Erfurt: Where have all KT4's gone...? 2.
A Combino without ads and in the sunshine... at last. Perfect! :-)
This is what I waited for, because I watched it: the first 100 percent low floor tram of Erfurt.
A description on it: Welcome to the first class! Well, I have already seen how a Combino
behaves in curves, plus, the one with the DB ads was painted only as a second class
Of course, the "western technology" has broken here, too, the trams make connection
with the central, with the junction setting equipment, with the station displays etc. through
inductive cables like this (okay, the cables themselves are covered so it cannot be seen
Back to the Domplatz where I meet Mestska to participate on a sightseeing tram-tour. Yes, we
had to make sure to travel on a Gothaer tramcar (an articulated one) so we booked in advance.
But how will this tram break through these columns???
"Of course" these can be lowered automatically as the tram comes towards them! The
tramcar was originally built in 1965 for the Gotha Tramways and Thüringen Forest Railways no.
206, type G4-65, then it was bought in 1994 by Erfurt, renumbered
to no. 178 as a historic coach. It seems Erfurt decided to have a nostalgic car like this pretty
lately, because it is neccessary in the fleet, the type was developed just for them!
"B" end of the car.
The old people are gathering. Without a joke, the average age of the passengers was around
70. Some of them were sleeping in serenity through the journey :-)
The tram rattled along the sights of the city, slowly, sometimes more often in the same place.
Of course, we saw the track-emery KT4 twice, but without a stop, we couldn't get out to make a
photo about it. We met the "second class" Combino with the DB ads, too. I haven't
seen any KT4's in normal service yet.
The journey took about one and a half or two hours and finished at the Futterstrasse.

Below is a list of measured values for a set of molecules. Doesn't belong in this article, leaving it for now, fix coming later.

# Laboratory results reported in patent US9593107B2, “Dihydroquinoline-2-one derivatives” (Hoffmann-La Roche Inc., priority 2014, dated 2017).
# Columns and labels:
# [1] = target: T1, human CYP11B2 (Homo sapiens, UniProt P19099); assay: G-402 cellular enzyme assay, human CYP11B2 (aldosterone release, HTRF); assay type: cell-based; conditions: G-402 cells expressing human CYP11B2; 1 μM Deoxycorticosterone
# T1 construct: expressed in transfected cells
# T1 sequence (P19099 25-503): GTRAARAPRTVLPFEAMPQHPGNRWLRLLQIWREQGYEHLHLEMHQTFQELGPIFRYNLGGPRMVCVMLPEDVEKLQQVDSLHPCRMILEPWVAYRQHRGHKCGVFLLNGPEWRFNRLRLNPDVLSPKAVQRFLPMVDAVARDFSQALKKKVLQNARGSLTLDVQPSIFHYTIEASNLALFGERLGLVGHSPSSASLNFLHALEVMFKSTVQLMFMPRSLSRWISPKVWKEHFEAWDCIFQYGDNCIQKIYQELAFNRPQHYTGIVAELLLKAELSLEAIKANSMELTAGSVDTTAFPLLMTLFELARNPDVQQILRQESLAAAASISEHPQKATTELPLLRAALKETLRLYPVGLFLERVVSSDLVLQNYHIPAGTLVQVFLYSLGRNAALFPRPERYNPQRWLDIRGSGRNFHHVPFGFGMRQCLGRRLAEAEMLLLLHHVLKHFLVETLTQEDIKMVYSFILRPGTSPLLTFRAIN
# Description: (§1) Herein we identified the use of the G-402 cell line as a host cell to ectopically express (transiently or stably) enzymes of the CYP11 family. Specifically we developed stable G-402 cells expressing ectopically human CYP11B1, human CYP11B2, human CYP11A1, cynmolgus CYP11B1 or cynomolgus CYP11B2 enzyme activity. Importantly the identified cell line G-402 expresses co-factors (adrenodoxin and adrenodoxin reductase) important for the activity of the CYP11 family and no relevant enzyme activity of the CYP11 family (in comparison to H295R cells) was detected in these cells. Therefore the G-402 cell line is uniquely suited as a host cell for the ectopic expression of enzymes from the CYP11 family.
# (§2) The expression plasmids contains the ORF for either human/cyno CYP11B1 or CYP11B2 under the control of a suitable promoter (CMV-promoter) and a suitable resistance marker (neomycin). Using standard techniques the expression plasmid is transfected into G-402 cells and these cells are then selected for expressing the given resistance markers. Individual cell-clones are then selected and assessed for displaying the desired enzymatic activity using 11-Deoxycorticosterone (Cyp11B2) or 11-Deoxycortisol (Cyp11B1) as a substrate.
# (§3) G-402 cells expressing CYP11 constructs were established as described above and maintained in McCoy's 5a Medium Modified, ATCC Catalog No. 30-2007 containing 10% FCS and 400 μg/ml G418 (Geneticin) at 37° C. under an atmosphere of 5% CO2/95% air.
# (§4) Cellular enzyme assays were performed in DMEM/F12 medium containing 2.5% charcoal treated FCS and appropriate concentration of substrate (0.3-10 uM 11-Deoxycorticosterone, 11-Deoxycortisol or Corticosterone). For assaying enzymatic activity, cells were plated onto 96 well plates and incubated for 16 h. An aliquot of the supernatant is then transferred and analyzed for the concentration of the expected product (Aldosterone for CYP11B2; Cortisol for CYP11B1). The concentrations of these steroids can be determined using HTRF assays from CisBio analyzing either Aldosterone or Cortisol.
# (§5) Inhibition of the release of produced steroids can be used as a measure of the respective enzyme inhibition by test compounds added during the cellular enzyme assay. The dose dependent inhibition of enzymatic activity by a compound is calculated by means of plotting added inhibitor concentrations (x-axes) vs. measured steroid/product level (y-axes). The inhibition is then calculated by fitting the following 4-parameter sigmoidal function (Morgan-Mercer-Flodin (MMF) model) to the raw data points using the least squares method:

You can see its "Wartburg-lights" at the back :-)
Let's take a walk back to Anger. If it cannot be seen: this is a bridge! :-)
Hmmmm, Firenze impressions with those buildings on the bridge. This is the
Krämerbrücke from the side.
And Anger again. Our previous sightseeing tramcar searches its way back to its depot, it goes
around here for a few times until we leave Erfurt.
And is it what I want? Oh no, this is not a passenger vehicle either, only a service car
(Dienstfahrt). But you can see the passenger information system is reliable, the people in
the stop don't take on the tram while the doors are wide open.
We see three section Combinos for the first time since yesterday, this time they are coupled!
Now I see why Erfurt needed a new type of low floor trams after the MGT6-D's. Not only because
a 100 percent low floor increases the low floor ratio of the rolling stock which 57 percent is
quite nice to show in the statistics, but with the 14 three- and 7 five-section Combinos they
can put together as long train as needed. While the KT4D's run in one-, two- and three car
trains, these Combinos are able to form 20, 30, 40 or 50 metre long trains (the shorter is
around 20 metres, the longer is around 30), longer is not possible because of the length of
the platform in the stops. The 20 metre long Combinos (Bambinos) run alone in the night, this
is more economical because it has only two motors instead of four in a five section Combino
(not in Nordhausen though where the eight wheel Bambinos also have four motors, I think because
of the steep hills).
Who said a Combino car has to be as long as the train? (It's a question, first of all, for
those who ordered 53 metres long Combino cars for Budapest!)
A five section Combino is coming again from West.
And yeesssss! A coupled train of KT4D's in schedule on line 3 towards Europaplatz!
At last! :-)
Even more to come, here is a tram like this at the end: some of the 16 MGT6-D trams are
bi-directional with doors on both sides. This makes possible to change direction at traffic
difficulties without using or building a loop. Now, it was our time to leave, another busy
network is waiting for us, namely Dresden.
Dresden: the long, the longer, the longest and the blue >>>
Text and photos by András Báti, except
where otherwise mentioned (C) 2003